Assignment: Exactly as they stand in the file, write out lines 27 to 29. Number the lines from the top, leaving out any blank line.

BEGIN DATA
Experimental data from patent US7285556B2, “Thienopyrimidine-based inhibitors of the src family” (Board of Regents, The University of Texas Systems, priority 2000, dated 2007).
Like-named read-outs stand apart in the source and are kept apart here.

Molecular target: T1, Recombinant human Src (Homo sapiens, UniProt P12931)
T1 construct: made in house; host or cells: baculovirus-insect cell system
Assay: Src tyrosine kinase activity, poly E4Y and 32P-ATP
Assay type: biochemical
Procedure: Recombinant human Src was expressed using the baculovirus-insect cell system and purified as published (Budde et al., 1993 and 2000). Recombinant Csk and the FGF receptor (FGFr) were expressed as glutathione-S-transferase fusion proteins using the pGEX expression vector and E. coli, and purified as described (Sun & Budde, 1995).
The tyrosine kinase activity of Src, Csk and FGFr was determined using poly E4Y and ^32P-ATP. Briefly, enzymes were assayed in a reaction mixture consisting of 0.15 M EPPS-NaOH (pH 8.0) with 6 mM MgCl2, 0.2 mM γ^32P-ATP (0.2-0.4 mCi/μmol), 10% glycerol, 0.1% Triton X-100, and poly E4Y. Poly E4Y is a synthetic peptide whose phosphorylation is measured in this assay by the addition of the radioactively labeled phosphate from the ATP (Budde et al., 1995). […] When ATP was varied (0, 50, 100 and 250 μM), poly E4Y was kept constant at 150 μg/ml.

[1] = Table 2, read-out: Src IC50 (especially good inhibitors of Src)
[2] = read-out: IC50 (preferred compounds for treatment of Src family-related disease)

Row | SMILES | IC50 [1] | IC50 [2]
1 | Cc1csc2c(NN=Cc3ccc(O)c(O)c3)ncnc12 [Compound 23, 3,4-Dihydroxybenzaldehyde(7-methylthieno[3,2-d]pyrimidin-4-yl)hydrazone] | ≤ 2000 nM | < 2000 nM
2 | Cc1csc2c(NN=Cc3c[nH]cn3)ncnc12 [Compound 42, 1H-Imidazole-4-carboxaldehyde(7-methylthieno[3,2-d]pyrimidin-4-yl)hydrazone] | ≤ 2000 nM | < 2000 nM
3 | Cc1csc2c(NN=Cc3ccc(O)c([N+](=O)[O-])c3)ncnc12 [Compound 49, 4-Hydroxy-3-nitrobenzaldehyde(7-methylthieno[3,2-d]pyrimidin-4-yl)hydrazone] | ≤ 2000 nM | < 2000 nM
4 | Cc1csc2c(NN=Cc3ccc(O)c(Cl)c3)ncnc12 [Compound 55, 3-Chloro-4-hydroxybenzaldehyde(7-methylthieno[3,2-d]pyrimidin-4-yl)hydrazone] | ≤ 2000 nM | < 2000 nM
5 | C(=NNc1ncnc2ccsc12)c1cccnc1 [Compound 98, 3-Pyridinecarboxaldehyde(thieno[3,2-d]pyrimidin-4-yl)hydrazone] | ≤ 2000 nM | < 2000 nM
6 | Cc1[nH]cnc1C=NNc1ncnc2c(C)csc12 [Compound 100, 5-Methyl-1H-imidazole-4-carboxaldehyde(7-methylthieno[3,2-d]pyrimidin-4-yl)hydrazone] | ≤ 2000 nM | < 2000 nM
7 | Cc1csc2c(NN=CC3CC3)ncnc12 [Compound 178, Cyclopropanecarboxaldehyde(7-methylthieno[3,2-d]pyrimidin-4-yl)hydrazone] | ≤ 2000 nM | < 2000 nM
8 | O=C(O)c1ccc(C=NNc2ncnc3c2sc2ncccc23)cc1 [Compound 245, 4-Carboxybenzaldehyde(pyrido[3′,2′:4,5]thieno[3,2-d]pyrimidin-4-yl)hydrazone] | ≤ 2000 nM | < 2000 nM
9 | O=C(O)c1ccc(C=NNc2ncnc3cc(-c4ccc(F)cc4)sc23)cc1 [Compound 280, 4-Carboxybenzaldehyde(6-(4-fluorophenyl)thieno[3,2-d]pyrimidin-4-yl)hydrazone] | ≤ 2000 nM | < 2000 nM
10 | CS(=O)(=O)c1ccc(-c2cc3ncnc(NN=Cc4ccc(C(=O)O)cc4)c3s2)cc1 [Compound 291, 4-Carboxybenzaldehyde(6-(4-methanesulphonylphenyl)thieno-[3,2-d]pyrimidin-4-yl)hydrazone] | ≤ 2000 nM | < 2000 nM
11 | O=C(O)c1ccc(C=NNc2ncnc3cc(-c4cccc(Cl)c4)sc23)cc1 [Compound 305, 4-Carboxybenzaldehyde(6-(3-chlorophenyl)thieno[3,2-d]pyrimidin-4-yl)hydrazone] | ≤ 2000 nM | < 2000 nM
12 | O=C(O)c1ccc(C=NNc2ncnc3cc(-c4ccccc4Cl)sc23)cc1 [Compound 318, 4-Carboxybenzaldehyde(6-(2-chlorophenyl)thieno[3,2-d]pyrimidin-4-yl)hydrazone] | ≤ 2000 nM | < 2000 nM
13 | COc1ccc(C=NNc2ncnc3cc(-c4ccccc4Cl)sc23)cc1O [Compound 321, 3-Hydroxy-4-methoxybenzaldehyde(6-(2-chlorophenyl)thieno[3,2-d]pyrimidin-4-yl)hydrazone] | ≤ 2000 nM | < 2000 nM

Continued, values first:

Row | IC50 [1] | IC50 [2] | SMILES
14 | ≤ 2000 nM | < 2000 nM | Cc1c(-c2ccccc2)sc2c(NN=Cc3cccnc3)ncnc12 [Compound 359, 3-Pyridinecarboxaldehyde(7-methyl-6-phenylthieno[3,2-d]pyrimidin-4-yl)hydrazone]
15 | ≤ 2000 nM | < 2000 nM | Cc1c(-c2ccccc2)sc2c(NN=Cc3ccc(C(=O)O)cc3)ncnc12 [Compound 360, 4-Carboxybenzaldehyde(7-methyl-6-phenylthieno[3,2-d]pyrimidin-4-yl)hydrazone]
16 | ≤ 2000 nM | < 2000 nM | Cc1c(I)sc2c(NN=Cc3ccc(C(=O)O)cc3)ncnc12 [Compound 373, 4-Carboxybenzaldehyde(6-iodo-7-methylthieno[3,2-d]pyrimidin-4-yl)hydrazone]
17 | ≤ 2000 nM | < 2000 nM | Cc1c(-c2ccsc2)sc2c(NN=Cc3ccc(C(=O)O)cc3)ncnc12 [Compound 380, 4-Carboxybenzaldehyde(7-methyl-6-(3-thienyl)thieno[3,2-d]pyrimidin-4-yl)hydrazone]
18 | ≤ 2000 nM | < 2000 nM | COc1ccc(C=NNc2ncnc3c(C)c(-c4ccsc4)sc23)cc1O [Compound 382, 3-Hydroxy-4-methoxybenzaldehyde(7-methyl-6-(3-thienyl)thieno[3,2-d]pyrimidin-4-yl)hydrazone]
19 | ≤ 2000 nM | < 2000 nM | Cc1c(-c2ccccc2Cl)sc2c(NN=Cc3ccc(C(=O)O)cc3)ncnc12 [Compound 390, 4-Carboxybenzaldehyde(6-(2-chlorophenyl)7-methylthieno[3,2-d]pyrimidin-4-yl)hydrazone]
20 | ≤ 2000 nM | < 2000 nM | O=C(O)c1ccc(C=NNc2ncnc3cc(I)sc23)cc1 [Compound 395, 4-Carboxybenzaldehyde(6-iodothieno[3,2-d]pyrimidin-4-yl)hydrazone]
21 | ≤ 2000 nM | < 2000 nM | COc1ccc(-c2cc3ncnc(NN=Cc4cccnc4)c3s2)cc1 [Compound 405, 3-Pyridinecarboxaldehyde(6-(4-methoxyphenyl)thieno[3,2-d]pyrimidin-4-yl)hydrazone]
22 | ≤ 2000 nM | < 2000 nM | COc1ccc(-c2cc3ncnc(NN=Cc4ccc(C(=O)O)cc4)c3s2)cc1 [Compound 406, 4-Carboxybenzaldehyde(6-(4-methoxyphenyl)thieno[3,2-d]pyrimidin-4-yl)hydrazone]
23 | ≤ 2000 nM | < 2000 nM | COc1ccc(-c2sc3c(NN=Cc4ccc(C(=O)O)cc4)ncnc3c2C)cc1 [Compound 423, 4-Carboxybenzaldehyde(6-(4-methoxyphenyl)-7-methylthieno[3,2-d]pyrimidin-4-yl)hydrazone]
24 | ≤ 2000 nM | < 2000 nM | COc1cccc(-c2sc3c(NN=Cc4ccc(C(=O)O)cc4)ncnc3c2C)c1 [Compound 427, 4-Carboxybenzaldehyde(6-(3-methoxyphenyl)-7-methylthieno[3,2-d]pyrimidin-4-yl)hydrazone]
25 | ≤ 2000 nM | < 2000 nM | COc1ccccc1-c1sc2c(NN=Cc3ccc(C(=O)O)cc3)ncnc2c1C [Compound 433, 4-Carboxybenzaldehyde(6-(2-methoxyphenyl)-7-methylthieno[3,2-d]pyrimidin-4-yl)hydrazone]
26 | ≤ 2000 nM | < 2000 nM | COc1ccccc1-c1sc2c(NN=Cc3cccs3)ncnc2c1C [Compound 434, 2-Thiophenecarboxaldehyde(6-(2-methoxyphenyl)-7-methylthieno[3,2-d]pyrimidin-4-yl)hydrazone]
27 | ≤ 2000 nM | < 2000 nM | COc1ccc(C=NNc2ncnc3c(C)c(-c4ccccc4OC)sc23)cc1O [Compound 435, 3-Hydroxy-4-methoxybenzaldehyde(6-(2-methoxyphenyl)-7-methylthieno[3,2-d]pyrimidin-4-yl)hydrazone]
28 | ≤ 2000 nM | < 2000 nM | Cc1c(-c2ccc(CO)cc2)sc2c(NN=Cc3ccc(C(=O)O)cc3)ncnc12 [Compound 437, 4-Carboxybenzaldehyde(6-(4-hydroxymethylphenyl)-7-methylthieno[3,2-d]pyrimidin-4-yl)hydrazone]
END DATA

14 | ≤ 2000 nM | < 2000 nM | Cc1c(-c2ccccc2)sc2c(NN=Cc3cccnc3)ncnc12 [Compound 359, 3-Pyridinecarboxaldehyde(7-methyl-6-phenylthieno[3,2-d]pyrimidin-4-yl)hydrazone]
15 | ≤ 2000 nM | < 2000 nM | Cc1c(-c2ccccc2)sc2c(NN=Cc3ccc(C(=O)O)cc3)ncnc12 [Compound 360, 4-Carboxybenzaldehyde(7-methyl-6-phenylthieno[3,2-d]pyrimidin-4-yl)hydrazone]
16 | ≤ 2000 nM | < 2000 nM | Cc1c(I)sc2c(NN=Cc3ccc(C(=O)O)cc3)ncnc12 [Compound 373, 4-Carboxybenzaldehyde(6-iodo-7-methylthieno[3,2-d]pyrimidin-4-yl)hydrazone]